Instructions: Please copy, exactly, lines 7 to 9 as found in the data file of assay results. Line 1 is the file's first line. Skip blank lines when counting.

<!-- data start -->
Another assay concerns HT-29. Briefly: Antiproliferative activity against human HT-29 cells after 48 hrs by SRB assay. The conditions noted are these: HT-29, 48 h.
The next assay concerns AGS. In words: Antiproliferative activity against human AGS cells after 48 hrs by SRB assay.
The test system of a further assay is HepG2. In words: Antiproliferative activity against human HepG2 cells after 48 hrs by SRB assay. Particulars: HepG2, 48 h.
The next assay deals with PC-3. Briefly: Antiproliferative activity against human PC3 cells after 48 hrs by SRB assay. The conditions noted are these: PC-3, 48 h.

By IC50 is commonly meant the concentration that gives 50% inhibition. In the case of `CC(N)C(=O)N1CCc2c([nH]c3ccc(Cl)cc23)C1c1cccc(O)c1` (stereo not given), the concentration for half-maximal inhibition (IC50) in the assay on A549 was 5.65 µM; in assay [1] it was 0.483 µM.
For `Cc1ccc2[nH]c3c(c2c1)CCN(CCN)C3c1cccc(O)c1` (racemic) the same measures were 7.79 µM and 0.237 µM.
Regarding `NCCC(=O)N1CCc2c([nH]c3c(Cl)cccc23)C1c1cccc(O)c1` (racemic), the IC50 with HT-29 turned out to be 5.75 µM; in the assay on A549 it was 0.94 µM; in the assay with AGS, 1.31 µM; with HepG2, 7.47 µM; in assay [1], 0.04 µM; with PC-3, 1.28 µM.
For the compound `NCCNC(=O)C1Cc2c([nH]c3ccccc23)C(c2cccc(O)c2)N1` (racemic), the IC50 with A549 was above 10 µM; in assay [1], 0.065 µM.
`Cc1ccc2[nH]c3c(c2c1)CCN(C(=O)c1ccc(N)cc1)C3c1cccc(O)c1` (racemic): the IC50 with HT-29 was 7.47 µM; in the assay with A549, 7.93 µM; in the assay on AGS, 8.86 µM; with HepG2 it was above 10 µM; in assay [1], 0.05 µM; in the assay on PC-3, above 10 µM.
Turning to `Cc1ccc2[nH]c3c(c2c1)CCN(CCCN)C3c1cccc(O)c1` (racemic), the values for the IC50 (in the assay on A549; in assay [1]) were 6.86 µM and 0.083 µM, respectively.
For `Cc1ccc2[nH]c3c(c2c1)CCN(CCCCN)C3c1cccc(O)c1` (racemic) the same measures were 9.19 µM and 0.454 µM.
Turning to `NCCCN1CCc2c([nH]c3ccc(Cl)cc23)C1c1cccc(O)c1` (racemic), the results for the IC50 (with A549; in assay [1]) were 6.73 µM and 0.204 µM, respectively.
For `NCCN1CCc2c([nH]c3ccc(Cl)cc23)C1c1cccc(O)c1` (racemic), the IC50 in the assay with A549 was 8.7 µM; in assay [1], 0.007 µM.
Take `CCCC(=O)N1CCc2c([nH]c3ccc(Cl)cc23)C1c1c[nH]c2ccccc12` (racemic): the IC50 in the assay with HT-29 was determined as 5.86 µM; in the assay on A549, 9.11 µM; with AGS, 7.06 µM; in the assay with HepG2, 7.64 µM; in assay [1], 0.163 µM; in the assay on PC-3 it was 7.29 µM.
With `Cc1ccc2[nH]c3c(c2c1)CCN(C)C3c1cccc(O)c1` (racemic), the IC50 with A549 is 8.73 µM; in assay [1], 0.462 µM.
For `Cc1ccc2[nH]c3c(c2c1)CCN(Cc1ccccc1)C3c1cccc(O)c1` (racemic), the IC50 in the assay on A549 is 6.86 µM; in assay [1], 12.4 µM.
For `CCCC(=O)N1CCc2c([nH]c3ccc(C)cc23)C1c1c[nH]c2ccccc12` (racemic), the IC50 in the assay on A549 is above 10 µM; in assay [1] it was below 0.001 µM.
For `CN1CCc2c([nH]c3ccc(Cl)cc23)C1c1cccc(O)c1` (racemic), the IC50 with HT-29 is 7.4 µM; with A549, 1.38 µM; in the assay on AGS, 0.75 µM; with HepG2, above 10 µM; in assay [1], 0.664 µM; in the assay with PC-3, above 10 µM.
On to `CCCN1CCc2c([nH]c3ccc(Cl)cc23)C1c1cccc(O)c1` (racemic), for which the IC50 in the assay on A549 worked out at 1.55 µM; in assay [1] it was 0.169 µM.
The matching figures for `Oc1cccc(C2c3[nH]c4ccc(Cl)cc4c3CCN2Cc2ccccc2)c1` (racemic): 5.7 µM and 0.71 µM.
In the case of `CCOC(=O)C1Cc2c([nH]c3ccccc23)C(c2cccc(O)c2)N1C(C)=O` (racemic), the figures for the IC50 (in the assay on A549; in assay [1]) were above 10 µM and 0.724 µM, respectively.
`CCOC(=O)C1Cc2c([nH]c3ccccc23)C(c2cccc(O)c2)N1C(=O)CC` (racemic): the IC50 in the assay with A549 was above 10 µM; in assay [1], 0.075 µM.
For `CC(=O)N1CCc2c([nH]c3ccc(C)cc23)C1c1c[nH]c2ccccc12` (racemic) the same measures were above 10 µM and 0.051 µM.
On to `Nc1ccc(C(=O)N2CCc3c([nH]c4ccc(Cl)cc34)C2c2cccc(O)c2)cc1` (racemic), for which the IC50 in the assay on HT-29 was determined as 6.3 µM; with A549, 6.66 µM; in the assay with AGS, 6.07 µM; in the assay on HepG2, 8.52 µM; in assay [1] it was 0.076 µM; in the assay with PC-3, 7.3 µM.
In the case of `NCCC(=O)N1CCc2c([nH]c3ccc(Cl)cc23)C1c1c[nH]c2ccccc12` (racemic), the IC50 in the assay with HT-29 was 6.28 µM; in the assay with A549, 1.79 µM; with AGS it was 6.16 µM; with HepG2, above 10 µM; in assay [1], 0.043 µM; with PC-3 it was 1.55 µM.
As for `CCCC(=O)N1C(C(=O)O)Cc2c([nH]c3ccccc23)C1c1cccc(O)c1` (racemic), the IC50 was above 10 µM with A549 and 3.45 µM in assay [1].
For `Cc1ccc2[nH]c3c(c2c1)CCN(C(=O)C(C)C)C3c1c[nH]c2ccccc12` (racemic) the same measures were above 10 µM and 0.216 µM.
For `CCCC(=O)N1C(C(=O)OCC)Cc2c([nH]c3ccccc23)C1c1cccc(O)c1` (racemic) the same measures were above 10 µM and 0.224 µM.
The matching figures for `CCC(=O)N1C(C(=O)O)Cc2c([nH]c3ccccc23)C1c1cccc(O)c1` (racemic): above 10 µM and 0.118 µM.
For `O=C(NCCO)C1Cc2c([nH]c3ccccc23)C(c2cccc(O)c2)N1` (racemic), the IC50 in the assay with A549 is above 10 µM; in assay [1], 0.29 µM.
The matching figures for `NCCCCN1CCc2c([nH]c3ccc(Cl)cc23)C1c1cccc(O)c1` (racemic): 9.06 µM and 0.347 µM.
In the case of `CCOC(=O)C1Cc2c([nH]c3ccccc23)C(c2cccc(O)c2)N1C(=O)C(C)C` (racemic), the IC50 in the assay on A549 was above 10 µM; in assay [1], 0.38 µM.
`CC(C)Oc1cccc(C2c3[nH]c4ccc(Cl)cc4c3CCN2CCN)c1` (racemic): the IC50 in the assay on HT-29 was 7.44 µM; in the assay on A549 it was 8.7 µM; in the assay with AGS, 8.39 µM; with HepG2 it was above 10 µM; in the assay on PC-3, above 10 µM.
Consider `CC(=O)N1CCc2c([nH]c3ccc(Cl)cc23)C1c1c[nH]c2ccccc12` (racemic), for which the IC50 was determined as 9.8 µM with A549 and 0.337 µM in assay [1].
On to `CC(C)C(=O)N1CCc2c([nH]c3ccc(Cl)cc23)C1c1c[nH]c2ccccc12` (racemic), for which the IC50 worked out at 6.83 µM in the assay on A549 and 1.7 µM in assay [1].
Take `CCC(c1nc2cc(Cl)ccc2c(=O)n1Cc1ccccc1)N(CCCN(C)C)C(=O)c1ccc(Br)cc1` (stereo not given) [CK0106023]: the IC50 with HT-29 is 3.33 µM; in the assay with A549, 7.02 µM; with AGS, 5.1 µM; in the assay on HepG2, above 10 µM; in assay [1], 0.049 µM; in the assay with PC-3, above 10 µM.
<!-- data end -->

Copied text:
Regarding `NCCC(=O)N1CCc2c([nH]c3c(Cl)cccc23)C1c1cccc(O)c1` (racemic), the IC50 with HT-29 turned out to be 5.75 µM; in the assay on A549 it was 0.94 µM; in the assay with AGS, 1.31 µM; with HepG2, 7.47 µM; in assay [1], 0.04 µM; with PC-3, 1.28 µM.
For the compound `NCCNC(=O)C1Cc2c([nH]c3ccccc23)C(c2cccc(O)c2)N1` (racemic), the IC50 with A549 was above 10 µM; in assay [1], 0.065 µM.
`Cc1ccc2[nH]c3c(c2c1)CCN(C(=O)c1ccc(N)cc1)C3c1cccc(O)c1` (racemic): the IC50 with HT-29 was 7.47 µM; in the assay with A549, 7.93 µM; in the assay on AGS, 8.86 µM; with HepG2 it was above 10 µM; in assay [1], 0.05 µM; in the assay on PC-3, above 10 µM.